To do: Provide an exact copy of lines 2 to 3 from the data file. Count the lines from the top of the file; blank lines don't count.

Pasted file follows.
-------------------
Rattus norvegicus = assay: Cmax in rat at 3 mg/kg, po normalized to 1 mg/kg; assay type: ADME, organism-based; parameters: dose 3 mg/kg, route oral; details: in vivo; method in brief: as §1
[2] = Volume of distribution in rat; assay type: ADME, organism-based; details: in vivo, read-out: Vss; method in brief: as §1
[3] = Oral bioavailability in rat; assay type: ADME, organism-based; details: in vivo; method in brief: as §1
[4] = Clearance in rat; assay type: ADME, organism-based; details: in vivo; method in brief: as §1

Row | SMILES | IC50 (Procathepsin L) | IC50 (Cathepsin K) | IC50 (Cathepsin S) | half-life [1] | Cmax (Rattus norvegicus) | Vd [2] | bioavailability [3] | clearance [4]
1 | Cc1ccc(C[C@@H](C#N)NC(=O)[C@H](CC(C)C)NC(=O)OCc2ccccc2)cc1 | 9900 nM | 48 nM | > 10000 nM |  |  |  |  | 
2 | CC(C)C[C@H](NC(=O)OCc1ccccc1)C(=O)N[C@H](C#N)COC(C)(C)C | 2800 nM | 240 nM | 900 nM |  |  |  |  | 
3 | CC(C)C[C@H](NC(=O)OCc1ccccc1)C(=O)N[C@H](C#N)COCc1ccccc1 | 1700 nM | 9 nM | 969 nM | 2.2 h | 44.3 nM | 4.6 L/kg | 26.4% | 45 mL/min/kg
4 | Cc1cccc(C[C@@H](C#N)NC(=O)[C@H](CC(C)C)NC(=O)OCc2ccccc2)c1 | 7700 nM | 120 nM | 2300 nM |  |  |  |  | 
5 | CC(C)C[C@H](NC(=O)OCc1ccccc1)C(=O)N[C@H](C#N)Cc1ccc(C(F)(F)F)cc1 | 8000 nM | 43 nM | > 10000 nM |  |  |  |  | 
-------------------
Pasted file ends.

[2] = Volume of distribution in rat; assay type: ADME, organism-based; details: in vivo, read-out: Vss; method in brief: as §1
[3] = Oral bioavailability in rat; assay type: ADME, organism-based; details: in vivo; method in brief: as §1